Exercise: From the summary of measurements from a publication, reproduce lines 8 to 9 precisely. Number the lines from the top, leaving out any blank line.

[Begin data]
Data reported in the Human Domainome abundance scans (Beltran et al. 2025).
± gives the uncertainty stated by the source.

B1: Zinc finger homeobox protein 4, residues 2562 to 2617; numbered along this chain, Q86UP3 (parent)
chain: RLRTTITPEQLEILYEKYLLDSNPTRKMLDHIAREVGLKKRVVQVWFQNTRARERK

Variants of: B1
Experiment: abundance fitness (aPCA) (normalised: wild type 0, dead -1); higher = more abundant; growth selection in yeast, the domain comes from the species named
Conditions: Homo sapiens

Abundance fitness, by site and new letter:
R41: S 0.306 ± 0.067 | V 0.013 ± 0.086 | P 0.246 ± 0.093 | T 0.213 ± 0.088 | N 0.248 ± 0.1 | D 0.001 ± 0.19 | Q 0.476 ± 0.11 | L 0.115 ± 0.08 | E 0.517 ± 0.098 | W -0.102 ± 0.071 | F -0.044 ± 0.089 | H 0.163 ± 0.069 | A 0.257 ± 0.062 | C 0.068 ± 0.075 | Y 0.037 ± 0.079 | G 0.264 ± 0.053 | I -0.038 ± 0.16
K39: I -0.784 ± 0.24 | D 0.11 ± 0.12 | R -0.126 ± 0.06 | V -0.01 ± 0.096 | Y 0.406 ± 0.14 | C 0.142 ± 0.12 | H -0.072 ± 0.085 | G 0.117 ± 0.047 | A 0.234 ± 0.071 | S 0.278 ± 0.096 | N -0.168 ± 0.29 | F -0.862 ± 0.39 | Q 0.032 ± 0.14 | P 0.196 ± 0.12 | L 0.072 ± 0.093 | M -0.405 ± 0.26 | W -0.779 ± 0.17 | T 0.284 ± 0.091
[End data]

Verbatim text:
Abundance fitness, by site and new letter:
R41: S 0.306 ± 0.067 | V 0.013 ± 0.086 | P 0.246 ± 0.093 | T 0.213 ± 0.088 | N 0.248 ± 0.1 | D 0.001 ± 0.19 | Q 0.476 ± 0.11 | L 0.115 ± 0.08 | E 0.517 ± 0.098 | W -0.102 ± 0.071 | F -0.044 ± 0.089 | H 0.163 ± 0.069 | A 0.257 ± 0.062 | C 0.068 ± 0.075 | Y 0.037 ± 0.079 | G 0.264 ± 0.053 | I -0.038 ± 0.16